Back in 2010 I was working in Madagascar, showing villagers how to use inexpensive solar ovens and in order to learn about what they cooked and how they cooked it, I spent lots of time with the ladies of the village, in their kitchens. Everyone cooked on open, 3-stone fires that produced huge amounts of acrid smoke. I was appalled as most of the kitchens were inside the house, usually with only one tiny window for ventilation. What is worse is that the mother usually had at least two infants or small children with her in this harmful environment. Right there and then I decided to learn about improved cook stoves and I started a search for oganizations that could help me learn about this very important subject.
As I live in California, I was delighted to find the Aprovecho Research Center in Cottage Grove, Oregon, just a few hours up the highway. Aprovecho has been working for over 30 years to design and test new improved cook stoves. They have sent many missions to developing countries to work in the field, because a new cook stove must be tailored to local conditions. Many other stove programs in the past have failed because the stove was a "one size fits all" type and the stove practioners were not sensitive to local cultural practices. The good folks at Aprovecho are very keenly aware that the cultural aspects of technology transfer are at least as important as the technology itself. No human activity takes place in a vacuum, least of all, the ever-important job of cooking food for the family! In addition, Aprovecho has lead the field in developing small-scale, portable testing equipment that can determine whether a new stove really does reduce emmissions and fuel usage. Unfortunately, far too many stove developers still claim that their stove saves "50% of the wood and only puts out half the smoke". But, that's 50% of what? You will only really know if you put your stove "under the hood" of a testing device like Aprovecho's and have the emissions and efficiency rigorously measured.
Funding for an NGO like Aprovecho is always precarious, so Director, Dean Still decided to go into the production of efficient stoves as a way of raising money to support the research center. They now have a line of 5 different stoves, including a gasifier and several rocket stoves. This business is now quite successful and at a certain proportion of Aprovecho's funding is guaranteed. Aprovecho offers any serious stove developer the opportunity to stay and use the materials and testing facilities for a s long as they need. I stayed for 2 weeks in 2010 and built my first full size rocket stove there. I can honestly say that I would not be able design my own stoves and train others to build stoves without the invaluable help of the Aprovecho Research Center.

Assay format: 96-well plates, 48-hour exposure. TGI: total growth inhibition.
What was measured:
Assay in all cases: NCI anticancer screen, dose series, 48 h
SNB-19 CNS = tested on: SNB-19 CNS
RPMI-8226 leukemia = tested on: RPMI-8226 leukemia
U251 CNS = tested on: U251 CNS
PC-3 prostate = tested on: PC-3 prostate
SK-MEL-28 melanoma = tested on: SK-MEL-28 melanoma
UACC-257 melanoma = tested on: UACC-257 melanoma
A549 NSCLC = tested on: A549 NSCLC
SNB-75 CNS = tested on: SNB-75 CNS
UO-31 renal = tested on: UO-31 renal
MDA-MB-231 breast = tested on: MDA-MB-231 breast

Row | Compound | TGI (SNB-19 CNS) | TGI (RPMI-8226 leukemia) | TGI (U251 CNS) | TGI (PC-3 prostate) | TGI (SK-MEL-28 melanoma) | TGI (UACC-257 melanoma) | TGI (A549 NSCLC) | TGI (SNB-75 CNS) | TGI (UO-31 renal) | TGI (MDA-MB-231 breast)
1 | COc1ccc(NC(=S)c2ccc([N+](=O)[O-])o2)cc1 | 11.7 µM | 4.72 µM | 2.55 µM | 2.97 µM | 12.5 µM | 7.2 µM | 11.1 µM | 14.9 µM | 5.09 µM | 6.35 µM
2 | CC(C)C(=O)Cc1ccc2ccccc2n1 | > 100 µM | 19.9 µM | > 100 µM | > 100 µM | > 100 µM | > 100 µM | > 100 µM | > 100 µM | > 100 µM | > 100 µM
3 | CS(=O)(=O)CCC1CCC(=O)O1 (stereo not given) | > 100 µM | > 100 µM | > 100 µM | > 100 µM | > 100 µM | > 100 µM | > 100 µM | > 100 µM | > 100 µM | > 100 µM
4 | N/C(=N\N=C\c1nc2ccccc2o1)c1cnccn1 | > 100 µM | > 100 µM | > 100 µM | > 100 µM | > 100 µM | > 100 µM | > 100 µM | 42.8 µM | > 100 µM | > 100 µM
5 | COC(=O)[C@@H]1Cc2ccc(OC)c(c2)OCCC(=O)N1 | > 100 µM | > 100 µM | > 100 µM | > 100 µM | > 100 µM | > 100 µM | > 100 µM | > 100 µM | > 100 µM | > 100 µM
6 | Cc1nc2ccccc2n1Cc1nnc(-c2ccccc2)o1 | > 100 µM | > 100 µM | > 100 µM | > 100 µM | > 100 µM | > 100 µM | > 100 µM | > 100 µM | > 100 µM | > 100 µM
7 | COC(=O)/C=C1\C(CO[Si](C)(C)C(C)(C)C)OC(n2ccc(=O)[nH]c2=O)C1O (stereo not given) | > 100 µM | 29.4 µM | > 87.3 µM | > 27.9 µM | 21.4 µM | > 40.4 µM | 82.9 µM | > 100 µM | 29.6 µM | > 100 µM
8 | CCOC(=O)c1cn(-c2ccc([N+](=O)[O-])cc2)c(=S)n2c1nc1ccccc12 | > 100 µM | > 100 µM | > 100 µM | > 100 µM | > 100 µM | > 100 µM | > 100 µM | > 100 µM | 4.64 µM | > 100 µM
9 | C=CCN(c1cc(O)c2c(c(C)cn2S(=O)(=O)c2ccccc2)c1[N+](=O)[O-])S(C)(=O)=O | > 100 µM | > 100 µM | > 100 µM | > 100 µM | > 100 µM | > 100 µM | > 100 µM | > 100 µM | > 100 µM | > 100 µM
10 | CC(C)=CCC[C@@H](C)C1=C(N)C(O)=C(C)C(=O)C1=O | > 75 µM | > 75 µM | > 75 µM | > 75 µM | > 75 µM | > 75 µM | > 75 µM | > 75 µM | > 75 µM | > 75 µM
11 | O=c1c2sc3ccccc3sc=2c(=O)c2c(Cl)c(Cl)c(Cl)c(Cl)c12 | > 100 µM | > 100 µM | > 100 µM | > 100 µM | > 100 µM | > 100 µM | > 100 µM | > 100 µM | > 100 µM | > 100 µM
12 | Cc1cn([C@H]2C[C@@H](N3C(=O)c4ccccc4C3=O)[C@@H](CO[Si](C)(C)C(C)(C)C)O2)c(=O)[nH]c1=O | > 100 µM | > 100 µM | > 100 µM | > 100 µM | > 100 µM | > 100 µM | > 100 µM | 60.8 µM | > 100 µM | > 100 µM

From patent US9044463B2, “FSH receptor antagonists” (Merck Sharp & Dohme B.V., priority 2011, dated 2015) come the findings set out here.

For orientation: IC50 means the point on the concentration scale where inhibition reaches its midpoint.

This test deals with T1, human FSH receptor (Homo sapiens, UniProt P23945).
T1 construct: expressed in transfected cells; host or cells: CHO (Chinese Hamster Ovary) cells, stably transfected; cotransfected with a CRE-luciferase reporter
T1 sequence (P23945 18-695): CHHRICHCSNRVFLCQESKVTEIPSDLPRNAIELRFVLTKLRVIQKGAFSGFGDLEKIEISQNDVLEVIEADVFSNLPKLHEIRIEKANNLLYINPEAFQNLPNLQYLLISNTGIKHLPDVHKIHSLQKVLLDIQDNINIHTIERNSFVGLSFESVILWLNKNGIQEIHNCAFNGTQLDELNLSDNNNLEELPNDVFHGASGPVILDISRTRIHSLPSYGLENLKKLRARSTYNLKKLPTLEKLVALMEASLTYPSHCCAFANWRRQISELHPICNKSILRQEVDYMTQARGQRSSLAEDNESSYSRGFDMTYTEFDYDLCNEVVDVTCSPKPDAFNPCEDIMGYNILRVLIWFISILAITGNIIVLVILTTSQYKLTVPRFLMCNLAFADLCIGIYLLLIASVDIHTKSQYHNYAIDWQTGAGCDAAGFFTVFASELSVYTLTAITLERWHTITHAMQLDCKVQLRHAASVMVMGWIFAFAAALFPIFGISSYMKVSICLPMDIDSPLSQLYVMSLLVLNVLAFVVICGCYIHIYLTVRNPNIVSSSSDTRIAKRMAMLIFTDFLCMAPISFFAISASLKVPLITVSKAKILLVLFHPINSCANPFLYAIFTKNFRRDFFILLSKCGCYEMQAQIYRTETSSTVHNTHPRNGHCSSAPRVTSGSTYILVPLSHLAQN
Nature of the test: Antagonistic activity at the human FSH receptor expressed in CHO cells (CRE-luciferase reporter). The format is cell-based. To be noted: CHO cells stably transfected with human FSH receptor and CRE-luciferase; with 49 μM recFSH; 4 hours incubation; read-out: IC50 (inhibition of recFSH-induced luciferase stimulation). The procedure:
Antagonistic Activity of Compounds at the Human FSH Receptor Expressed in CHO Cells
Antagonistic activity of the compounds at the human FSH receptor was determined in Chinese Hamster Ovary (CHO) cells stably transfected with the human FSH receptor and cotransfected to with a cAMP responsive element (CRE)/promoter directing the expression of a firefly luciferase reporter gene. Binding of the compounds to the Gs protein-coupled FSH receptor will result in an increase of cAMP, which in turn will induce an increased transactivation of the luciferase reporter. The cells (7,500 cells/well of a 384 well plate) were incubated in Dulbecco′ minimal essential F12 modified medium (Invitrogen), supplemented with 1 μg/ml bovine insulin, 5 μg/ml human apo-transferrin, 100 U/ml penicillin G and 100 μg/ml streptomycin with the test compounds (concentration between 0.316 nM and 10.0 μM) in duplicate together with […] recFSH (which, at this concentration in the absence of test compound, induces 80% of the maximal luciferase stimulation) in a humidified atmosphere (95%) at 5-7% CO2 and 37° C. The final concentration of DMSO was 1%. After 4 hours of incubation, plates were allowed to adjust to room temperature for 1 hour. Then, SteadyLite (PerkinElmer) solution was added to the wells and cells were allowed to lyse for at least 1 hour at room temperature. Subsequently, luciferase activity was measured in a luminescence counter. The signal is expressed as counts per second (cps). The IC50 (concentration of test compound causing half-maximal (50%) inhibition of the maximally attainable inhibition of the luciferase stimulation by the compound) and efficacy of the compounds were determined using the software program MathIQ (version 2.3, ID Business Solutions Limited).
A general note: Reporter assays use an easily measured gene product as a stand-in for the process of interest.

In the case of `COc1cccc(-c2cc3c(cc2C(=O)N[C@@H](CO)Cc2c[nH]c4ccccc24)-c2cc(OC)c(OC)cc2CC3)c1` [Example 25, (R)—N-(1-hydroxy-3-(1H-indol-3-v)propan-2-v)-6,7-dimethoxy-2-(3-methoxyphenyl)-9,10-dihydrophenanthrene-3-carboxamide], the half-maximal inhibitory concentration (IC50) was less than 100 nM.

"Stove Camp" is an annual event, held at Aprovecho each July, where "stovers", like myself, get together to solve problems and exchange new ideas. I went to my first Stove Camp in 2010 and now it's a regular date on my calender. Stove practitioners come from all over the world to attend Stove Camp and this year we had participants from Burma, Nepal, France and India. It's a wonderful opportunity learn more and share the hard-won experience from the field.
Please check out the Aprovecho website at: http://www.aprovecho.org/lab/index.php.
Another year is drawing to a close and we look forward to 2016, which will be full of challenges and rewards, as always. We are grateful for your on-going support and we wish you well for 2016.